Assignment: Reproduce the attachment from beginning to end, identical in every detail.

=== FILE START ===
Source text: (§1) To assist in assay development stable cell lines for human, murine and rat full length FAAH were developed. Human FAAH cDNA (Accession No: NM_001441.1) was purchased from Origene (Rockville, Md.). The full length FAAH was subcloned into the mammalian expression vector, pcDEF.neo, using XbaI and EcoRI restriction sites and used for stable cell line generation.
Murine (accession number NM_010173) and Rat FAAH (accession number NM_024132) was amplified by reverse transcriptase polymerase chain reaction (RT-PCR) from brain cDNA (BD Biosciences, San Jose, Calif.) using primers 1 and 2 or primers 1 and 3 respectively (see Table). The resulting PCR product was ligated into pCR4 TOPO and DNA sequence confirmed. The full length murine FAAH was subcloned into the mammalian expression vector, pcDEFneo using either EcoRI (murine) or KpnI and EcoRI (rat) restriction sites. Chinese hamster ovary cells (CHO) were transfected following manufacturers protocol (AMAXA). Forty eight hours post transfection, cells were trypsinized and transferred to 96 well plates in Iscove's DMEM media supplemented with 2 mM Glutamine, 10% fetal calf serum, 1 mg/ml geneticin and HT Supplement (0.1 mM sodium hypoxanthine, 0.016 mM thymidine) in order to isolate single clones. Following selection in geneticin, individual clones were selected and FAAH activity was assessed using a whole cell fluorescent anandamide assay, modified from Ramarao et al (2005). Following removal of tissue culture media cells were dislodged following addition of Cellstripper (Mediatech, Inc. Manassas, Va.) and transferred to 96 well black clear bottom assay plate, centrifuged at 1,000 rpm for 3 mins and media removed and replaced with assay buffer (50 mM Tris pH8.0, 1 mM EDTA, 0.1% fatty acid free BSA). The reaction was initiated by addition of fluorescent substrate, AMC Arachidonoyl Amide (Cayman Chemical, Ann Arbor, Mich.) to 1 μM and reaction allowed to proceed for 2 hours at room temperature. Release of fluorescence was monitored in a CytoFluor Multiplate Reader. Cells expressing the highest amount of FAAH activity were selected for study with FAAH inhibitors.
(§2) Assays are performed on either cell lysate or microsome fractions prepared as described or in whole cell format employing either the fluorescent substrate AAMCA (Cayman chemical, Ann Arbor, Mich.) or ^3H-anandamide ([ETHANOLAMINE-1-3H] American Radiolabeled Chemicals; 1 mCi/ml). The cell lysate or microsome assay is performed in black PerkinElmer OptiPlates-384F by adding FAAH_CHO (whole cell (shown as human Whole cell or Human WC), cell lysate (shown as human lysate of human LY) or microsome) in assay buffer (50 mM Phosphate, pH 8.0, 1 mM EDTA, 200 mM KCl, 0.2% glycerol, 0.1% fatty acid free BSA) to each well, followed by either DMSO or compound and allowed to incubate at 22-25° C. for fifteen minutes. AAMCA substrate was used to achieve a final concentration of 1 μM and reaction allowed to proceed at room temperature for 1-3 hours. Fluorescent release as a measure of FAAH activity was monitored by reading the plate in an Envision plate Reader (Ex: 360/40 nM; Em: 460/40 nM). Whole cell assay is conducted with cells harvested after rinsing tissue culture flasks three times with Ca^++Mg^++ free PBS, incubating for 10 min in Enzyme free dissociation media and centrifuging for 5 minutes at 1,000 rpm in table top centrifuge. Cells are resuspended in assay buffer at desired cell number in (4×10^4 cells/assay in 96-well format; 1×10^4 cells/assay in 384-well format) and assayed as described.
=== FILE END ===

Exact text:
Source text: (§1) To assist in assay development stable cell lines for human, murine and rat full length FAAH were developed. Human FAAH cDNA (Accession No: NM_001441.1) was purchased from Origene (Rockville, Md.). The full length FAAH was subcloned into the mammalian expression vector, pcDEF.neo, using XbaI and EcoRI restriction sites and used for stable cell line generation.
Murine (accession number NM_010173) and Rat FAAH (accession number NM_024132) was amplified by reverse transcriptase polymerase chain reaction (RT-PCR) from brain cDNA (BD Biosciences, San Jose, Calif.) using primers 1 and 2 or primers 1 and 3 respectively (see Table). The resulting PCR product was ligated into pCR4 TOPO and DNA sequence confirmed. The full length murine FAAH was subcloned into the mammalian expression vector, pcDEFneo using either EcoRI (murine) or KpnI and EcoRI (rat) restriction sites. Chinese hamster ovary cells (CHO) were transfected following manufacturers protocol (AMAXA). Forty eight hours post transfection, cells were trypsinized and transferred to 96 well plates in Iscove's DMEM media supplemented with 2 mM Glutamine, 10% fetal calf serum, 1 mg/ml geneticin and HT Supplement (0.1 mM sodium hypoxanthine, 0.016 mM thymidine) in order to isolate single clones. Following selection in geneticin, individual clones were selected and FAAH activity was assessed using a whole cell fluorescent anandamide assay, modified from Ramarao et al (2005). Following removal of tissue culture media cells were dislodged following addition of Cellstripper (Mediatech, Inc. Manassas, Va.) and transferred to 96 well black clear bottom assay plate, centrifuged at 1,000 rpm for 3 mins and media removed and replaced with assay buffer (50 mM Tris pH8.0, 1 mM EDTA, 0.1% fatty acid free BSA). The reaction was initiated by addition of fluorescent substrate, AMC Arachidonoyl Amide (Cayman Chemical, Ann Arbor, Mich.) to 1 μM and reaction allowed to proceed for 2 hours at room temperature. Release of fluorescence was monitored in a CytoFluor Multiplate Reader. Cells expressing the highest amount of FAAH activity were selected for study with FAAH inhibitors.
(§2) Assays are performed on either cell lysate or microsome fractions prepared as described or in whole cell format employing either the fluorescent substrate AAMCA (Cayman chemical, Ann Arbor, Mich.) or ^3H-anandamide ([ETHANOLAMINE-1-3H] American Radiolabeled Chemicals; 1 mCi/ml). The cell lysate or microsome assay is performed in black PerkinElmer OptiPlates-384F by adding FAAH_CHO (whole cell (shown as human Whole cell or Human WC), cell lysate (shown as human lysate of human LY) or microsome) in assay buffer (50 mM Phosphate, pH 8.0, 1 mM EDTA, 200 mM KCl, 0.2% glycerol, 0.1% fatty acid free BSA) to each well, followed by either DMSO or compound and allowed to incubate at 22-25° C. for fifteen minutes. AAMCA substrate was used to achieve a final concentration of 1 μM and reaction allowed to proceed at room temperature for 1-3 hours. Fluorescent release as a measure of FAAH activity was monitored by reading the plate in an Envision plate Reader (Ex: 360/40 nM; Em: 460/40 nM). Whole cell assay is conducted with cells harvested after rinsing tissue culture flasks three times with Ca^++Mg^++ free PBS, incubating for 10 min in Enzyme free dissociation media and centrifuging for 5 minutes at 1,000 rpm in table top centrifuge. Cells are resuspended in assay buffer at desired cell number in (4×10^4 cells/assay in 96-well format; 1×10^4 cells/assay in 384-well format) and assayed as described.